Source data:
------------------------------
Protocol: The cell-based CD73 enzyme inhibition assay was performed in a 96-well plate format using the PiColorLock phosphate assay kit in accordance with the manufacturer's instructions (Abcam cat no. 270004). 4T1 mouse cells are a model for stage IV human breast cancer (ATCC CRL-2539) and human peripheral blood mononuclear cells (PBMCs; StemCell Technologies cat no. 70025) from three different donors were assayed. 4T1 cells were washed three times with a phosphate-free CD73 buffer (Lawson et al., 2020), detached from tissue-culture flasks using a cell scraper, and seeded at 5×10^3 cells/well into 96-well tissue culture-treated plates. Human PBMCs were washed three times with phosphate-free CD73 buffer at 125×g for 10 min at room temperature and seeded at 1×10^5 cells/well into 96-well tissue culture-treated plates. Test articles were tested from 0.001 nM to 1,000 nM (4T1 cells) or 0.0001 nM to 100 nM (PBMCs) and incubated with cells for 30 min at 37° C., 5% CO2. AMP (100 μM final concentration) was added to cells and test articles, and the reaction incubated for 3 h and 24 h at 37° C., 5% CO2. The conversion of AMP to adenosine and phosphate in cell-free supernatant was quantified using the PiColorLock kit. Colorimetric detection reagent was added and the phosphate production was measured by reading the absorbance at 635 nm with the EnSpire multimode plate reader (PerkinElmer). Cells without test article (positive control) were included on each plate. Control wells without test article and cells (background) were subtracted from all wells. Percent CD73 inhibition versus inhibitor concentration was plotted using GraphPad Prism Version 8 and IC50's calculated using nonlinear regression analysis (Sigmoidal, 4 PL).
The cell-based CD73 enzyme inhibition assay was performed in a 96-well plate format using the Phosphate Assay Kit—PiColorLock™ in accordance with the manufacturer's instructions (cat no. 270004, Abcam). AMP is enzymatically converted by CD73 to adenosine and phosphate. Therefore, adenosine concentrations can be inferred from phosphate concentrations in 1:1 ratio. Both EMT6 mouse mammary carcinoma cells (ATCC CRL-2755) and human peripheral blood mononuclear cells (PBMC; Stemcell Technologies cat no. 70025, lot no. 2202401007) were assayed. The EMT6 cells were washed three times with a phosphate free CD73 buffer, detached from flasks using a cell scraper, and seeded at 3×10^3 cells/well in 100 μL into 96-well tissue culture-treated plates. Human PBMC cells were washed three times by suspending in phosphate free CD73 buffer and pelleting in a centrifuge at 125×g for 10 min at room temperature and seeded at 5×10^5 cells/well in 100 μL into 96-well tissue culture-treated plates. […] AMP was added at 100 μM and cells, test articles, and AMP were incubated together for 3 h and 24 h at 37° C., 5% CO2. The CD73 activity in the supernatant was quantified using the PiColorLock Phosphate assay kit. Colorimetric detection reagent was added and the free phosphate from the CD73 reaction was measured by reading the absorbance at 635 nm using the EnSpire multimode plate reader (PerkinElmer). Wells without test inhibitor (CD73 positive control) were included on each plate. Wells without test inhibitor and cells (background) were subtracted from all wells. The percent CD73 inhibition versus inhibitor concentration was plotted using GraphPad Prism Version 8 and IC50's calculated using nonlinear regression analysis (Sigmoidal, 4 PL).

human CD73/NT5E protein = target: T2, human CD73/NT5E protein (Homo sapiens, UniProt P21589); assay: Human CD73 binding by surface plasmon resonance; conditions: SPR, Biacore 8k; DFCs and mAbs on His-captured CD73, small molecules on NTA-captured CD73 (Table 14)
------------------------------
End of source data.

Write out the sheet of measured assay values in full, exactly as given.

Protocol: The cell-based CD73 enzyme inhibition assay was performed in a 96-well plate format using the PiColorLock phosphate assay kit in accordance with the manufacturer's instructions (Abcam cat no. 270004). 4T1 mouse cells are a model for stage IV human breast cancer (ATCC CRL-2539) and human peripheral blood mononuclear cells (PBMCs; StemCell Technologies cat no. 70025) from three different donors were assayed. 4T1 cells were washed three times with a phosphate-free CD73 buffer (Lawson et al., 2020), detached from tissue-culture flasks using a cell scraper, and seeded at 5×10^3 cells/well into 96-well tissue culture-treated plates. Human PBMCs were washed three times with phosphate-free CD73 buffer at 125×g for 10 min at room temperature and seeded at 1×10^5 cells/well into 96-well tissue culture-treated plates. Test articles were tested from 0.001 nM to 1,000 nM (4T1 cells) or 0.0001 nM to 100 nM (PBMCs) and incubated with cells for 30 min at 37° C., 5% CO2. AMP (100 μM final concentration) was added to cells and test articles, and the reaction incubated for 3 h and 24 h at 37° C., 5% CO2. The conversion of AMP to adenosine and phosphate in cell-free supernatant was quantified using the PiColorLock kit. Colorimetric detection reagent was added and the phosphate production was measured by reading the absorbance at 635 nm with the EnSpire multimode plate reader (PerkinElmer). Cells without test article (positive control) were included on each plate. Control wells without test article and cells (background) were subtracted from all wells. Percent CD73 inhibition versus inhibitor concentration was plotted using GraphPad Prism Version 8 and IC50's calculated using nonlinear regression analysis (Sigmoidal, 4 PL).
The cell-based CD73 enzyme inhibition assay was performed in a 96-well plate format using the Phosphate Assay Kit—PiColorLock™ in accordance with the manufacturer's instructions (cat no. 270004, Abcam). AMP is enzymatically converted by CD73 to adenosine and phosphate. Therefore, adenosine concentrations can be inferred from phosphate concentrations in 1:1 ratio. Both EMT6 mouse mammary carcinoma cells (ATCC CRL-2755) and human peripheral blood mononuclear cells (PBMC; Stemcell Technologies cat no. 70025, lot no. 2202401007) were assayed. The EMT6 cells were washed three times with a phosphate free CD73 buffer, detached from flasks using a cell scraper, and seeded at 3×10^3 cells/well in 100 μL into 96-well tissue culture-treated plates. Human PBMC cells were washed three times by suspending in phosphate free CD73 buffer and pelleting in a centrifuge at 125×g for 10 min at room temperature and seeded at 5×10^5 cells/well in 100 μL into 96-well tissue culture-treated plates. […] AMP was added at 100 μM and cells, test articles, and AMP were incubated together for 3 h and 24 h at 37° C., 5% CO2. The CD73 activity in the supernatant was quantified using the PiColorLock Phosphate assay kit. Colorimetric detection reagent was added and the free phosphate from the CD73 reaction was measured by reading the absorbance at 635 nm using the EnSpire multimode plate reader (PerkinElmer). Wells without test inhibitor (CD73 positive control) were included on each plate. Wells without test inhibitor and cells (background) were subtracted from all wells. The percent CD73 inhibition versus inhibitor concentration was plotted using GraphPad Prism Version 8 and IC50's calculated using nonlinear regression analysis (Sigmoidal, 4 PL).

human CD73/NT5E protein = target: T2, human CD73/NT5E protein (Homo sapiens, UniProt P21589); assay: Human CD73 binding by surface plasmon resonance; conditions: SPR, Biacore 8k; DFCs and mAbs on His-captured CD73, small molecules on NTA-captured CD73 (Table 14)